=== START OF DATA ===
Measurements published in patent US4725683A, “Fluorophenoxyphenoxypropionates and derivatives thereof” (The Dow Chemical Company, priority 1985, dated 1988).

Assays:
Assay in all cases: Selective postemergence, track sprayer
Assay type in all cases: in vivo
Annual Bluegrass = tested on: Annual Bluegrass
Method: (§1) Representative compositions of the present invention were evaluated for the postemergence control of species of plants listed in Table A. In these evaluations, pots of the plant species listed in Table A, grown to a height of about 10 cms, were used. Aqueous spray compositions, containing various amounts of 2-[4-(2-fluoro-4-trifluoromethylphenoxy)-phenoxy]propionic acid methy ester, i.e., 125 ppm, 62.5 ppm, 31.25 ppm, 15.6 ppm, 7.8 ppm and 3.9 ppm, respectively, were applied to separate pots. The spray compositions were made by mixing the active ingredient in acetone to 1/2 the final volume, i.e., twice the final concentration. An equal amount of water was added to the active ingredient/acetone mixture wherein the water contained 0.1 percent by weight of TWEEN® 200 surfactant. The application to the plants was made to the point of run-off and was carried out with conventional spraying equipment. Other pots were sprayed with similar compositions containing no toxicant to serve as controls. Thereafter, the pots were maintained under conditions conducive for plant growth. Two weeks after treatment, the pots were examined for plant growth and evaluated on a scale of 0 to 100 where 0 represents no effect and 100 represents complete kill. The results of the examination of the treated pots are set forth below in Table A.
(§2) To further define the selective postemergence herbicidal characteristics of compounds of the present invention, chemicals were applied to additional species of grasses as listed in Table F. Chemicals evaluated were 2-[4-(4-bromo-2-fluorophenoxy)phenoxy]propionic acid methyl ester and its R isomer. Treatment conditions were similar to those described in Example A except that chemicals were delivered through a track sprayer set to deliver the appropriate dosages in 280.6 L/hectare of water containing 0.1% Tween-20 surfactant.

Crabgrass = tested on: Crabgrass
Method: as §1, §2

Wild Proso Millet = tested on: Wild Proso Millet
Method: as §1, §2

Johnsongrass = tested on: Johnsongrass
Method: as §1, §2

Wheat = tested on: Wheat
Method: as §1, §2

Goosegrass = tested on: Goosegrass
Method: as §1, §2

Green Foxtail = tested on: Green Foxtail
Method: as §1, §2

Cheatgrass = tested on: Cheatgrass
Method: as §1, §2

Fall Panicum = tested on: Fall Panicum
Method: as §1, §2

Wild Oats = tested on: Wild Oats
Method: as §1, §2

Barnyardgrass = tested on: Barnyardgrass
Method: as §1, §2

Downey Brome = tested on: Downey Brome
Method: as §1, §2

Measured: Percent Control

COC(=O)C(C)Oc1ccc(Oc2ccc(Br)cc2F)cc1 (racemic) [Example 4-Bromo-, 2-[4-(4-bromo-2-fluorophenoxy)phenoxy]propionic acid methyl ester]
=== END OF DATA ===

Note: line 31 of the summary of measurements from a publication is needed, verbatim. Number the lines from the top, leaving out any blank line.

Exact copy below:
COC(=O)C(C)Oc1ccc(Oc2ccc(Br)cc2F)cc1 (racemic) [Example 4-Bromo-, 2-[4-(4-bromo-2-fluorophenoxy)phenoxy]propionic acid methyl ester]